1. Voting for Obama in the primary means that you are supporting the candidacy of the most rabidly pro-abortion candidate who has ever run for President. Even if you are doing so with your fingers crossed, so to speak, and even if you only want the Clintons to go away forever (a noble desire with which I have much sympathy) you are overlooking the old saying which begins, "Better the devil you do know..." Obama is the devil we don't know, because the devil is in the details, and the details are what has been studiously missing from his campaign. It may be in the end that he makes the Clintons look like a couple of amateur dishonest con artists, while he ends up looking like the villain of this movie.
  2. Voting for Hillary, on the other hand, on the grounds that McCain will more easily beat her than he would Obama is a bit of a fool's game, as far as I'm concerned. McCain is not all that strong of a candidate; to assume that he will have a much easier time defeating Hillary than Obama is to assume that it might be possible for him to have an easy time defeating either one of them. It may be that he won't; and do you really want your primary vote to be among the reasons we get stuck with the shrill voice and bloodthirsty tendencies of Lady Macbeth for the next four years?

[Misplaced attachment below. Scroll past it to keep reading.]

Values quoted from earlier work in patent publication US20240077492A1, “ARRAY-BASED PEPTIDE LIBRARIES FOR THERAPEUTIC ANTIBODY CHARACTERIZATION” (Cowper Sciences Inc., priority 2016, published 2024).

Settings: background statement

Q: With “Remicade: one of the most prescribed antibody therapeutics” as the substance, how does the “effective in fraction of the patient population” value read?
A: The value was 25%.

3. I have the second-strongest leanings in this direction. It seems like the most honest--if most meaningless--thing to do, in many ways: to show up and support the candidate you actually like the best. I like both Huckabee and Paul, but for different reasons; in choosing only one of them I would probably choose Paul on the grounds that his positions are closer to mine than Huckabee's are. From a moral standpoint this is certainly very satisfying, but from a practical standpoint registering a protest vote this far into a primary is even more futile than registering a third-party or write-in protest vote in the general election (which I have done in the past). At least in the general election one's third-party vote means that someone who was willing to go and vote didn't like the choices offered by our stifling two-party system; within a party primary, though, the meaning is diminished somewhat. There is no way that either Huckabee or Paul could still secure the nomination, and even if one of them were to achieve a relatively strong primary showing in a state or two there is no guarantee at all that this will translate into a realization by the much-fractured Republican party that we are dissatisfied with the all-but-certain nominee. The truth is that if either Giuliani or Romney were still in the game, a vote for a stronger pro-life/pro-family candidate might indeed be needed to offset any chance that the pro-choice or more "moderate" wing of the party might prevail in future elections, but as that threat has thankfully been removed, there's little to be accomplished (aside from personal satisfaction) in showing up on primary day to vote for the lion or the unicorn.